1. When shooting the 5 yard Stage, start with the chamber empty and a six round magazine inserted. Attempt to fire the first shot on an empty chamber. After the click, tap the base of the magazine, cycle the slide, and then fire one shot (Tap-Rack-Bang). This is a simulation of clearing a bad round or a partially unseated magazine.
    2. When shooting the 7 yard Stage, start with the slide locked open and a six round magazine in the pistol. Eject the magazine onto the table, pick it up, insert it into the pistol, release the slide, and then fire three shots. This is a simulation of an Emergency Reload because most rental pistols will only come with one magazine. After the three shot sequence, fire the two shot String and then the one shot String.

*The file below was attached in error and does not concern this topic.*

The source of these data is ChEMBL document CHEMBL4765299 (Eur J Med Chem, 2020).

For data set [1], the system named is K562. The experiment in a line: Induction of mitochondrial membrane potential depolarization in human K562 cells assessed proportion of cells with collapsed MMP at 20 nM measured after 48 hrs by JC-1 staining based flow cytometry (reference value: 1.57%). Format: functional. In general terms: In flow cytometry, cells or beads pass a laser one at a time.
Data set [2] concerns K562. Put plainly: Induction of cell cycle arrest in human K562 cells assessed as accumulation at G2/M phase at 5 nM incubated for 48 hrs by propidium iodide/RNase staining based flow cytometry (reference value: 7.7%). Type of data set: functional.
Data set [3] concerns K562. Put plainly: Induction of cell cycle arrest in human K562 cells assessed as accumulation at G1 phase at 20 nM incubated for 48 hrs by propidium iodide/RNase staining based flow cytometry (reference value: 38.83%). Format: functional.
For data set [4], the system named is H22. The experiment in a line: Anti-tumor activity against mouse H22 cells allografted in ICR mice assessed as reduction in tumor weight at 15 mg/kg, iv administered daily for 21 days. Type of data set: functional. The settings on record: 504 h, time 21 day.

3. When shooting the 10 yard Stage, start with the chamber empty and a six round magazine inserted. Attempt to fire the first shot on an empty chamber. After the click, remove the magazine, cycle the slide three times, re-insert the magazine, and then fire three shots. This simulates clearing a double feed. After the three shot sequence, fire the two shot String and then the one shot String.

This evaluation procedure will give you a good idea of two different aspects of how well the gun works for you or a prospective purchaser. The ability to shoot the gun to pass a possible standard for obtaining a Carry License and also manipulation tasks that are frequently overlooked.

Here is a downloadable checklist you can take to the range with you. Autoloading Pistol Suitability Checklist